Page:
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the single biggest scam in email marketing

I got a bone to pick today. And it’s a big bone.

In fact, the bone is so big that companies like Klaviyo, Drip, MailChimp, ActiveCampaign, Constant Contact, Infusionsoft, HubSpot, and more gnaw on it with unrelenting hunger. Nay, hanger.

But it’s a scam nonetheless.

Of course, I’m talking about the Great Click Rate Scam.

Y’see, click rates don’t really matter. They’re a vanity metric, with only slightly more importance than open rates. Yet, all of these email software companies (aka ESPs) fap over them like they’re an incel living in their parents basement.


Well, here’s where the scam comes in:

Click rates matter more to these ESPs than they do to your brand. That’s why they all preach “advice” to help boost your click rates. (Their advice, turns out, actually means something like adding a colorful button to your email, using one of their gar-bage templates, and that sort of thing.)

But when you actually think about click rates… there’s no good reason they should have as much importance as ESPs make them seem.

You can’t drive to your local bank with your laptop in…well, lap…load up your ESP, show how many clicks your latest email got to the bank teller, and get cash money in return.

For that, you need to make actual sales. And yes, while your customers will need to click your links to order your products, that doesn’t mean that click rates can pay your bills.

Do they help?

Eh, I’ll let you decide for yourself.

Here are a few recent campaigns I sent from my client’s Klaviyo account. Tell me if higher click rates = more sales or revenue generated.

Example numero uno:

Example numero dos:

Example numero tres:

Now, you tell me which of these emails you’d rather have:

The one that had a higher click rate? Or the one that made more sales?

I rest my case.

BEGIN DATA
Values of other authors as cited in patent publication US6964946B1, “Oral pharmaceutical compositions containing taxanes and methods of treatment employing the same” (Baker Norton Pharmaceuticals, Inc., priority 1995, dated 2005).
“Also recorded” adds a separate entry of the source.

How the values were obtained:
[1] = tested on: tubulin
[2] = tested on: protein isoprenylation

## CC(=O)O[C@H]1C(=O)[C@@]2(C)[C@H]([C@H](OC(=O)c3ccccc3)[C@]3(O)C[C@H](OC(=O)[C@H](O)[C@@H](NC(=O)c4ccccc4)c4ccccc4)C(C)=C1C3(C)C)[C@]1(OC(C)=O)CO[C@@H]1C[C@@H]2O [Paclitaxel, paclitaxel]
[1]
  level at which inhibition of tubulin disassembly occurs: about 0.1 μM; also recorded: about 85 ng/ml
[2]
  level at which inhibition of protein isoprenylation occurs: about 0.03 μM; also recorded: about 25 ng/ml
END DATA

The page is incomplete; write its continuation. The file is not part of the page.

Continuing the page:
Y’see, there are a bunch of things you can do to artificially increase click rates. I say “artificially” because oftentimes, these tactics won’t do a damn thing to increase your sales.

Things like:

* Creating hyper targeted segments (which explains the screenshot above where an email got a 2.5% click rate, but only made $1,063.93 in sales.

* Adding extra links to click that swim upstream from the sale (like sending your customers to YouTube, your social media profiles, or an unrelated article not hosted on your site).

* Adding an image with a clickable link (bonus points if this is a small-ish “before/after” type pic, where people click on it to expand it, only to be sent elsewhere after they do).

And there are many more tricks like these that can boost your click rates at the detriment of your sales.

But for me, my clients, and now you, my cully?

We see click rates for what they are:

A scam.

Now, don’t take this the wrong way:

The unfortunate truth is that, yes, getting more people to click the links in your email may help deliverability, and may help generate more sales (if they’re accurate, which isn’t always the case).

And yes, I’ve only shown a few examples of where the lower click rate email made more sales. I have plenty of examples of the opposite as well.

But my point is this:

Focusing on increasing click rates is the wrong approach to email. Instead, you should focus on things that can actually pay your bills, i.e. sales.


If you wanna tank your click rates (just kidding…) while also making more sales, book a time here, and let’s see if partnering together makes sense.

Catch you back here tomorrow.


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